Millions of children have never heard of fruits such as cranberries, satsumas, or apricots.
The study of 750 children, aged six to 12, also revealed more than a quarter didn’t realize bananas grow on trees, and 23 percent had no idea potatoes came out of the ground.
Only nine percent correctly identified pineapples grow at the center of its own plant, with 49 percent believing they grow on trees.
The research also revealed a lack of agricultural knowledge in pre-teens, with 24 percent believing some fruits and vegetables come from animals, or even the sea.
Only four in 10 know of apricots, while just 40 percent of youngsters are aware of satsumas, and only 35 percent have heard of nectarines.
The research was commissioned by Robinsons, to mark the launch of "The Big Fruit Hunt" game: an augmented reality experience that challenges players to collect virtual fruit from their surroundings and enter a prize draw to win prizes.
Spokesperson Charlotte White said: “We were surprised by some of the statistics our research showed - especially with how many children were unaware of certain fruits.
“And it also seems it's not through lack of interest, so could be as simple as providing more engaging ways to encourage children to learn more.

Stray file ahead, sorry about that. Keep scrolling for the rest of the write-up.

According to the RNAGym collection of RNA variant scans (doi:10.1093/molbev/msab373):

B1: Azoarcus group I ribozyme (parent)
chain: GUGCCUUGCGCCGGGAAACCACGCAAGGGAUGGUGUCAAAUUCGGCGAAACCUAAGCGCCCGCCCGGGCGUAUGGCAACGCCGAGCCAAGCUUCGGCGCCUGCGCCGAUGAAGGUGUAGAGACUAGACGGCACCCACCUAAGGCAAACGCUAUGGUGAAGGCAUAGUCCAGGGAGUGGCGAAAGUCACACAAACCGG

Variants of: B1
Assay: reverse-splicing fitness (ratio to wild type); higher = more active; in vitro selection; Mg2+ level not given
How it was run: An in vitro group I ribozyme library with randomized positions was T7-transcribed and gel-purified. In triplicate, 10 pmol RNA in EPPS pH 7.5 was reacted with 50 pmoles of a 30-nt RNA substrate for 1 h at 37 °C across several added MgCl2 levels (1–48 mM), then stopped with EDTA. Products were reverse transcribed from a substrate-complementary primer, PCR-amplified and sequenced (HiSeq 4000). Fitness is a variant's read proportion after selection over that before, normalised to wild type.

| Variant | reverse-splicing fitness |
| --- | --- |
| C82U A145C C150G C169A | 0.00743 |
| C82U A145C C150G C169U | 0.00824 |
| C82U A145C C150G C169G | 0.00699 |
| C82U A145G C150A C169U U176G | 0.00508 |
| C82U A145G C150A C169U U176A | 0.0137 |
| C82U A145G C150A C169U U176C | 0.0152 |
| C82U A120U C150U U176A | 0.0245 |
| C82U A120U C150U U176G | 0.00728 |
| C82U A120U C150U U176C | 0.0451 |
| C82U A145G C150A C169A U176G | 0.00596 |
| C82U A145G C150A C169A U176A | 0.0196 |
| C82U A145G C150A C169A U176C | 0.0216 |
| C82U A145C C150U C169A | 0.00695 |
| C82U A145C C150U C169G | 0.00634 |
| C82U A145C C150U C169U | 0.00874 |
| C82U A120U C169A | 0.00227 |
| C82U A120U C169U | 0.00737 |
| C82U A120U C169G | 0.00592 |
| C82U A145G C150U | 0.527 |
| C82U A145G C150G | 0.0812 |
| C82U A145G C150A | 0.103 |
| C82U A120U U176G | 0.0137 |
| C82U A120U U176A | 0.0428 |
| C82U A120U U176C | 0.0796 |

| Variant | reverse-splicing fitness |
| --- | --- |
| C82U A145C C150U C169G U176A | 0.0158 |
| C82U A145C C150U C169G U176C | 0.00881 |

“It’s also refreshing to see children would like to look into growing their own produce.”
However, the research demonstrated that 31 percent think fruits and vegetables are from the supermarket, while 13 percent believe they come from animals, and 11 percent think we get them from the sea.
More than a quarter of those polled, via OnePoll, also believe all fruits and vegetables are grown in the UK.
Despite confusion about how and where they are grown, 54 percent have tried to grow their own fruits and vegetables, and 64 percent would be interested in learning more about how to do so.
On average they are eating three pieces of fruits and vegetables a day - mostly because they think they are good for them, although half eat it merely because their parents tell them to.
Though, 62 percent are interested in learning more about where their fruits and vegetables comes from.
Robinsons has teamed up with the National Schools Partnership to create bespoke, unbranded educational materials, to be delivered in over 350 schools to teach kids about the origins of fruits and vegetables.
Charlotte White added: “We know kids want to learn more about fruit and veg, and we’re really excited to be providing ways to help them get a greater understanding of the food on our plates, in an engaging and insightful way.
“We hope our educational materials will fill this knowledge gap, and the Big Fruit Hunt game offers families a fun and exciting way to spend time together outdoors during the school holidays."
TOP 20 FRUITS KIDS 6-12 ARE LEAST FAMILIAR WITH:
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